LAOIS will get a much needed tourism and jobs boost this summer with the opening of a luxurious period hotel in Ballyfin.
Past pupils of the Patrician College would be hard pressed to recognise their alma mater these days, with the magnificent transformation the 19th century mansion has undergone.
It reopens in May as an exclusive hotel, having undergone nine years of painstaking restoration, Ballyfin House and Demesne will cater for a select few however, with just 13 bedrooms and two suites, though a further five rooms are planned. A swimming pool, gym and treatment rooms are installed in the basement, while a ballroom will cater for weddings of up to 120 people.
The gardens too have been carefully restored, with several miles of path and driveway laid, the conservatory, tower and grotto meticulously repaired and a boat on the lake for fishing or rowing. The 600 acre site even has its own church.
It may seem strange economic timing to be opening up a hotel but according to investor and garden designer Jim Reynolds, interest has been high.
"We have six or seven bookings already taken, mostly from American companies or families who book the entire house for their stay,"
Ballyfin House is sure to have a positive knock-on effect on the local economy, and Jim affirmed their commitment to buying local seasonal produce for the restaurant, and indeed to employing Laois people on their staff of 40, headed up by Manager Aileesh Carew, from Ballyadams.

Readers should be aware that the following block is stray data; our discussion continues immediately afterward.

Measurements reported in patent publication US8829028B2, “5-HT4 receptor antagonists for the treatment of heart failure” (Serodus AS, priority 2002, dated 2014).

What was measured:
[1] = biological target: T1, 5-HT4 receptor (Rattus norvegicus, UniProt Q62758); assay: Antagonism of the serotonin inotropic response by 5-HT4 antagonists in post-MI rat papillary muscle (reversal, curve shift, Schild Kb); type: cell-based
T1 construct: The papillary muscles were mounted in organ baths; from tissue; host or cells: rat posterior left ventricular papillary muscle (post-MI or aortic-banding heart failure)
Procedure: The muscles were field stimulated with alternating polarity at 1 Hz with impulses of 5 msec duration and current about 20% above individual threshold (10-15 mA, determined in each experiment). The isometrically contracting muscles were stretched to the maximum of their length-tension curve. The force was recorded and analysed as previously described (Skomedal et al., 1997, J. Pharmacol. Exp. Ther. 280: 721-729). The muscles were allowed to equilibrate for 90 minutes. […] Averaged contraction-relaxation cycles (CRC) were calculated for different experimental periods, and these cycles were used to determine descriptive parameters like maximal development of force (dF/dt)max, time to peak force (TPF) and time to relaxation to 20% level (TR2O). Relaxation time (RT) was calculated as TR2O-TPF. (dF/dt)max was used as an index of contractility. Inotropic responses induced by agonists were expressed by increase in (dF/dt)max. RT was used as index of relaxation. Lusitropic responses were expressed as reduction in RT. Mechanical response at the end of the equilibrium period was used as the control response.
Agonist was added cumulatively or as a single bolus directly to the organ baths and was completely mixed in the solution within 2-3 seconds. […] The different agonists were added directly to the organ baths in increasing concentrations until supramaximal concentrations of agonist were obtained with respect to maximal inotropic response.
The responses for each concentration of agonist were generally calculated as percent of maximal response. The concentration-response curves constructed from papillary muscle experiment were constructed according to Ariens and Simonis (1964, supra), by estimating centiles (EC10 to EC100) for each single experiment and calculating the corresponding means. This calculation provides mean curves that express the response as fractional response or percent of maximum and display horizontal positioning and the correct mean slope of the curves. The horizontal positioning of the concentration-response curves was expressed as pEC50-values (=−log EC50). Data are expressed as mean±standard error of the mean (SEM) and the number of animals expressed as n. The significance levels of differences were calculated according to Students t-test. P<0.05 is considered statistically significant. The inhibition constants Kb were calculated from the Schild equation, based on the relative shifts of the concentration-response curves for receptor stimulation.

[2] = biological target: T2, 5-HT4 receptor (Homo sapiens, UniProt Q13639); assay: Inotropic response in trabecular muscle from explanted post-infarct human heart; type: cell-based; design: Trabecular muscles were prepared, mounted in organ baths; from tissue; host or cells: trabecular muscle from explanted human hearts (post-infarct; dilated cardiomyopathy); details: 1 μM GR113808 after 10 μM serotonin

Work on the house almost halted for a time back in 2008 as the worldwide recession hit.
"We kept on a core of twelve people and built it back up again," said the designer, "For the first month or two we considered stopping work, but decided that would be absolutely crazy, as six years had already gone by. The only sensible thing was to move forward."
The main investor in the hotel is Fred Krehbiel, a Chicago based businessman whose wife is Irish. The cost of the renovations is undisclosed, but no expense has been spared. "Some things cost a huge amount, such as the repairs to plaster and stucco work, but we never talk about money," smiled Jim.
A book about the history and restoration of Ballyfin House and Demesne is being launched this Thursday in Dublin, and a vigorous campaign will be aimed at the London, Chicago, New York and Texas markets, where Jim feels their customer base lies. The attraction of the house as a high end business and wedding destination is in it's individuality, coupled with five star service, believes Jim, saying "There isn't anything exactly like it. Life in a country house the way it was." See www.ballyfin.com